Search tips
Search criteria 


Logo of brjcancerBJC HomepageBJC Advance online publicationBJC Current IssueSubmitting an article to BJCWeb feeds
Br J Cancer. 1999 May; 80(3-4): 609–613.
Published online 1999 May 1. doi:  10.1038/sj.bjc.6690399
PMCID: PMC2362328

Preterm delivery and risk of breast cancer


To explore the risk of breast cancer in relation to the length of a pregnancy we tested whether a preterm delivery carries a higher risk of breast cancer than does a full-term delivery. Based on information from the Civil Registration System, and the National Birth Registry in Denmark, we established a population-based cohort of 474 156 women born since April 1935, with vital status and detailed parity information, including the gestational age of liveborn children and stillbirths. Information on spontaneous and induced abortions was obtained from the National Hospital Discharge Registry and the National Registry of Induced Abortions. Incident cases of breast cancer in the cohort (n = 1363) were identified through linkage with the Danish Cancer Registry. The period at risk started in 1978 and continued until a breast cancer diagnosis, death, emigration, or 31 December, 1992, whichever occurred first. After adjusting for attained age, parity, age at first birth and calendar period, we observed the following relative risks of breast cancer for different lengths of the pregnancy: < 29 gestational weeks = 2.11 (95% confidence interval 1.00–4.45); 29–31 weeks = 2.08 (1.20–3.60); 32–33 weeks = 1.12 (0.62–2.04); 34–35 weeks = 1.08 (0.71–1.66); 36–37 weeks = 1.04 (0.83–1.32); 38–39 weeks = 1.02 (0.89–1.17); 40 weeks = 1 (reference). Parous women who had a preterm delivery below 32 weeks gestation had a 1.72-fold (1.14–2.59) increased risk of breast cancer compared with other parous women. In conclusion, a preterm delivery of 32+ weeks gestation did not significantly increase a woman's risk of contracting breast cancer. Only for the very small group of women with preterm deliveries of less than 32 weeks gestation did we observe an increased risk. © 1999 Cancer Research Campaign

Keywords: breast cancer, reproductive factors, gestational age, preterm, cohort study, population-based

Full Text

The Full Text of this article is available as a PDF (76K).

Selected References

These references are in PubMed. This may not be the complete list of references from this article.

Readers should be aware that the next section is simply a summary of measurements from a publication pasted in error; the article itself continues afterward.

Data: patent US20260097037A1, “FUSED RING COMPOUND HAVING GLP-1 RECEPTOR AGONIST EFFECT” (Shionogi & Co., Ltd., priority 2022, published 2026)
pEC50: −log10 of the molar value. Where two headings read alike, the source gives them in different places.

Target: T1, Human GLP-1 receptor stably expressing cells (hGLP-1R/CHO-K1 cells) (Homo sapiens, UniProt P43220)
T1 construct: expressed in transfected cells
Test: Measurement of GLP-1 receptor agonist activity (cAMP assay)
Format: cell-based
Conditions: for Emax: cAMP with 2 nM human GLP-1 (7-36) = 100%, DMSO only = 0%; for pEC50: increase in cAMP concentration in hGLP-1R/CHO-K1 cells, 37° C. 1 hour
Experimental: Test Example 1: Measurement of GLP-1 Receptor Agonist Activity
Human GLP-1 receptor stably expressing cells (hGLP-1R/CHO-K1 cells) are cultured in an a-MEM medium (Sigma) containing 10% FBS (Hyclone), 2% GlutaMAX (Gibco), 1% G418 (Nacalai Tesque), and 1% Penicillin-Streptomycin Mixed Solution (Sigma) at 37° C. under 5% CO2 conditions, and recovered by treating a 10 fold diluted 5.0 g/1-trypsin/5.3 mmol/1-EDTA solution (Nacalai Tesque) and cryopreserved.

• Adami HO, Bergström R, Lund E, Meirik O. Absence of association between reproductive variables and the risk of breast cancer in young women in Sweden and Norway. Br J Cancer. 1990 Jul;62(1):122–126. [PMC free article] [PubMed]
  • Brinton LA, Hoover R, Fraumeni JF., Jr Reproductive factors in the aetiology of breast cancer. Br J Cancer. 1983 Jun;47(6):757–762. [PMC free article] [PubMed]
  • Calle EE, Mervis CA, Wingo PA, Thun MJ, Rodriguez C, Heath CW., Jr Spontaneous abortion and risk of fatal breast cancer in a prospective cohort of United States women. Cancer Causes Control. 1995 Sep;6(5):460–468. [PubMed]
  • Choi NW, Howe GR, Miller AB, Matthews V, Morgan RW, Munan L, Burch JD, Feather J, Jain M, Kelly A. An epidemiologic study of breast cancer. Am J Epidemiol. 1978 Jun;107(6):510–521. [PubMed]
  • Daling JR, Malone KE, Voigt LF, White E, Weiss NS. Risk of breast cancer among young women: relationship to induced abortion. J Natl Cancer Inst. 1994 Nov 2;86(21):1584–1592. [PubMed]
  • Hunter DJ, Willett WC. Diet, body size, and breast cancer. Epidemiol Rev. 1993;15(1):110–132. [PubMed]
  • Kvåle G, Heuch I, Eide GE. A prospective study of reproductive factors and breast cancer. I. Parity. Am J Epidemiol. 1987 Nov;126(5):831–841. [PubMed]
  • Melbye M, Wohlfahrt J, Olsen JH, Frisch M, Westergaard T, Helweg-Larsen K, Andersen PK. Induced abortion and the risk of breast cancer. N Engl J Med. 1997 Jan 9;336(2):81–85. [PubMed]
  • Michels KB, Hsieh CC, Trichopoulos D, Willett WC. Abortion and breast cancer risk in seven countries. Cancer Causes Control. 1995 Jan;6(1):75–82. [PubMed]
  • Naeye RL. Maternal body weight and pregnancy outcome. Am J Clin Nutr. 1990 Aug;52(2):273–279. [PubMed]
  • Newcomb PA, Storer BE, Longnecker MP, Mittendorf R, Greenberg ER, Willett WC. Pregnancy termination in relation to risk of breast cancer. JAMA. 1996 Jan 24;275(4):283–287. [PubMed]
  • Palmer JR, Rosenberg L. Cigarette smoking and the risk of breast cancer. Epidemiol Rev. 1993;15(1):145–156. [PubMed]
  • Pickering RM, Deeks JJ. Risks of delivery during the 20th to the 36th week of gestation. Int J Epidemiol. 1991 Jun;20(2):456–466. [PubMed]
  • Polednak AP, Janerich DT. Characteristics of first pregnancy in relation to early breast cancer. A case-control study. J Reprod Med. 1983 May;28(5):314–318. [PubMed]
  • Rao DN, Ganesh B, Desai PB. Role of reproductive factors in breast cancer in a low-risk area: a case-control study. Br J Cancer. 1994 Jul;70(1):129–132. [PMC free article] [PubMed]
  • Rosenberg L. Induced abortion and breast cancer: more scientific data are needed. J Natl Cancer Inst. 1994 Nov 2;86(21):1569–1570. [PubMed]
  • Russo J, Russo IH. Susceptibility of the mammary gland to carcinogenesis. II. Pregnancy interruption as a risk factor in tumor incidence. Am J Pathol. 1980 Aug;100(2):497–512. [PubMed]
  • Storm HH. The Danish Cancer Registry, a self-reporting national cancer registration system with elements of active data collection. IARC Sci Publ. 1991;(95):220–236. [PubMed]
  • Williams MA, Mittendorf R, Stubblefield PG, Lieberman E, Schoenbaum SC, Monson RR. Cigarettes, coffee, and preterm premature rupture of the membranes. Am J Epidemiol. 1992 Apr 15;135(8):895–903. [PubMed]
  • Zhang J. Differences between spontaneous and induced abortions as risk factors for breast cancer. Epidemiology. 1996 May;7(3):316–318. [PubMed]

Articles from British Journal of Cancer are provided here courtesy of Cancer Research UK